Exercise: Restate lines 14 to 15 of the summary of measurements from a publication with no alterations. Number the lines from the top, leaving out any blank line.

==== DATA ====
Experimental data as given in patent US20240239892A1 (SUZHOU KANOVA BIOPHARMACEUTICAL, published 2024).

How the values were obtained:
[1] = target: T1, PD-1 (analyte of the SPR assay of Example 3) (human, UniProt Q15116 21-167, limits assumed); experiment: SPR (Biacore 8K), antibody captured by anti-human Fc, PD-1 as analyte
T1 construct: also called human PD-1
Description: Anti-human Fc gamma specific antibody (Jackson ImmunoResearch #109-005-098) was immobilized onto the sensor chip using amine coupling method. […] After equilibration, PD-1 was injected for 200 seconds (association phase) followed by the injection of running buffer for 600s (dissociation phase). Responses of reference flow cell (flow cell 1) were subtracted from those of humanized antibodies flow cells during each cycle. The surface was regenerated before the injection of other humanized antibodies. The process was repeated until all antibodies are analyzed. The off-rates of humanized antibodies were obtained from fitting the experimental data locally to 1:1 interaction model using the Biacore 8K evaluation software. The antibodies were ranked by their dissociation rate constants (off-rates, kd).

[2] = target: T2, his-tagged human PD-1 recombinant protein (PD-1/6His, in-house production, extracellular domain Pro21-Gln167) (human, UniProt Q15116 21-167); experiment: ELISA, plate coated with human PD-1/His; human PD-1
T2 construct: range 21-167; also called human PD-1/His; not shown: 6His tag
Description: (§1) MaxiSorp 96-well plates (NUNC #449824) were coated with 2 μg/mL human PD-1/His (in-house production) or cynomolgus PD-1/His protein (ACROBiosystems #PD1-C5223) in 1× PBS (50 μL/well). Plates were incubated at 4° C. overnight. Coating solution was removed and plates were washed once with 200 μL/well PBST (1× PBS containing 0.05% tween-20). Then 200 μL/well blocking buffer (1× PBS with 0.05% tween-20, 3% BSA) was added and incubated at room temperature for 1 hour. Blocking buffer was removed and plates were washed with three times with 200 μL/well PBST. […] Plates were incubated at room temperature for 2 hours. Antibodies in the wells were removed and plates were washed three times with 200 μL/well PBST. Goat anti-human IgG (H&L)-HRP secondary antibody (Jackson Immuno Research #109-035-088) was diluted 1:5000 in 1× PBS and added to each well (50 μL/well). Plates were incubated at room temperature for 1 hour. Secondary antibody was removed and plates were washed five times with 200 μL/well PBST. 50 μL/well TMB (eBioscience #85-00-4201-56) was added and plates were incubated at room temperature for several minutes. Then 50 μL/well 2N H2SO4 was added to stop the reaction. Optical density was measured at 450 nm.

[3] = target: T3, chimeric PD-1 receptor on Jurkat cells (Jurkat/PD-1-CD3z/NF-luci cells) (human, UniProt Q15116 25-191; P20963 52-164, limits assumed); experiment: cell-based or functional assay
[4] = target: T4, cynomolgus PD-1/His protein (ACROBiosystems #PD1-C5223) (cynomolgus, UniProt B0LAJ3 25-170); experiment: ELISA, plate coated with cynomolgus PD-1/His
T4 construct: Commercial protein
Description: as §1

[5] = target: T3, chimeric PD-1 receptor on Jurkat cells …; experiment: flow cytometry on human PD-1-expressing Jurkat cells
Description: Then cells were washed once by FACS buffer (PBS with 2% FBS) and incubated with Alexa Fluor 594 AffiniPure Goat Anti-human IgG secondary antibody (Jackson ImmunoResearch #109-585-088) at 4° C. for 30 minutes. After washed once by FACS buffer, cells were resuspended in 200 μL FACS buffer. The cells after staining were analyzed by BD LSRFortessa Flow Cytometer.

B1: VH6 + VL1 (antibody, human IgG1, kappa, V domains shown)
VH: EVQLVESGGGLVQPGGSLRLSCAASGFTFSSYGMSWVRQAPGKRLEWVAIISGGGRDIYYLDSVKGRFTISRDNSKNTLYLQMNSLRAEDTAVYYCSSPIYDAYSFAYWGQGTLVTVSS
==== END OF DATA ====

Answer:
Description: Then cells were washed once by FACS buffer (PBS with 2% FBS) and incubated with Alexa Fluor 594 AffiniPure Goat Anti-human IgG secondary antibody (Jackson ImmunoResearch #109-585-088) at 4° C. for 30 minutes. After washed once by FACS buffer, cells were resuspended in 200 μL FACS buffer. The cells after staining were analyzed by BD LSRFortessa Flow Cytometer.

B1: VH6 + VL1 (antibody, human IgG1, kappa, V domains shown)